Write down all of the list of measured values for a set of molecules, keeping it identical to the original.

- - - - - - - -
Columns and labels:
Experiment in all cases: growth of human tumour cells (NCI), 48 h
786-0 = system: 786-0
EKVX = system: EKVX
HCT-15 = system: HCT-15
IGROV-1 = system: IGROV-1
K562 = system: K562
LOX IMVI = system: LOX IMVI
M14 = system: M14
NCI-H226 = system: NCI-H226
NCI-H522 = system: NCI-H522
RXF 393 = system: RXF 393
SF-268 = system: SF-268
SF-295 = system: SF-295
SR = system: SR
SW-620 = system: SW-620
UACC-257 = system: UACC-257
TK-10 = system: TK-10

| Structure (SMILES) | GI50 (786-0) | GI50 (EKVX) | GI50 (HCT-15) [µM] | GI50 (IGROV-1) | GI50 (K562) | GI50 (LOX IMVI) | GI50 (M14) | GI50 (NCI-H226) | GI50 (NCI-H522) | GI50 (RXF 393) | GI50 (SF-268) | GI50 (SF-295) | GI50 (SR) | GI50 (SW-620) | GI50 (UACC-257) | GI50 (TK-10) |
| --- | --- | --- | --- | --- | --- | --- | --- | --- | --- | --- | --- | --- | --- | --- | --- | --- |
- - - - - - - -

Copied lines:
Columns and labels:
Experiment in all cases: growth of human tumour cells (NCI), 48 h
786-0 = system: 786-0
EKVX = system: EKVX
HCT-15 = system: HCT-15
IGROV-1 = system: IGROV-1
K562 = system: K562
LOX IMVI = system: LOX IMVI
M14 = system: M14
NCI-H226 = system: NCI-H226
NCI-H522 = system: NCI-H522
RXF 393 = system: RXF 393
SF-268 = system: SF-268
SF-295 = system: SF-295
SR = system: SR
SW-620 = system: SW-620
UACC-257 = system: UACC-257
TK-10 = system: TK-10

| Structure (SMILES) | GI50 (786-0) | GI50 (EKVX) | GI50 (HCT-15) [µM] | GI50 (IGROV-1) | GI50 (K562) | GI50 (LOX IMVI) | GI50 (M14) | GI50 (NCI-H226) | GI50 (NCI-H522) | GI50 (RXF 393) | GI50 (SF-268) | GI50 (SF-295) | GI50 (SR) | GI50 (SW-620) | GI50 (UACC-257) | GI50 (TK-10) |
| --- | --- | --- | --- | --- | --- | --- | --- | --- | --- | --- | --- | --- | --- | --- | --- | --- |